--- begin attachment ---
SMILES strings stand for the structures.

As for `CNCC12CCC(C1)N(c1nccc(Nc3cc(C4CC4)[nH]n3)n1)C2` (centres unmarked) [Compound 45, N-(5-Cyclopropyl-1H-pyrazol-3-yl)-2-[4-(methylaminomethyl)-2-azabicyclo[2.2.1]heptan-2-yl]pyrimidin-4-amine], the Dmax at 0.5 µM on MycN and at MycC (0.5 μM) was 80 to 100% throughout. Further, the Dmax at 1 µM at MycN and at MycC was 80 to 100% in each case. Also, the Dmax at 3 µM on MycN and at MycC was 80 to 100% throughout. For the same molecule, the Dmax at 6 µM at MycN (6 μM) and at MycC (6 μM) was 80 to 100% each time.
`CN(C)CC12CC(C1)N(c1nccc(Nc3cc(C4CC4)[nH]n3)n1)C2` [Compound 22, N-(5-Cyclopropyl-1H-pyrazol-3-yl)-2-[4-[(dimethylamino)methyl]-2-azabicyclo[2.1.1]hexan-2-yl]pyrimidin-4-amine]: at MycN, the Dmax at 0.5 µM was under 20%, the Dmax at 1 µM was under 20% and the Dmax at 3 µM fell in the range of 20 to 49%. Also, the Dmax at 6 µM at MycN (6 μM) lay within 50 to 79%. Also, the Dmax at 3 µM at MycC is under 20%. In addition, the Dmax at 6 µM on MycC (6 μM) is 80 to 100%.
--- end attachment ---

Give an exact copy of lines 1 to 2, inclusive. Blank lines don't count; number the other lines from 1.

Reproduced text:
SMILES strings stand for the structures.

As for `CNCC12CCC(C1)N(c1nccc(Nc3cc(C4CC4)[nH]n3)n1)C2` (centres unmarked) [Compound 45, N-(5-Cyclopropyl-1H-pyrazol-3-yl)-2-[4-(methylaminomethyl)-2-azabicyclo[2.2.1]heptan-2-yl]pyrimidin-4-amine], the Dmax at 0.5 µM on MycN and at MycC (0.5 μM) was 80 to 100% throughout. Further, the Dmax at 1 µM at MycN and at MycC was 80 to 100% in each case. Also, the Dmax at 3 µM on MycN and at MycC was 80 to 100% throughout. For the same molecule, the Dmax at 6 µM at MycN (6 μM) and at MycC (6 μM) was 80 to 100% each time.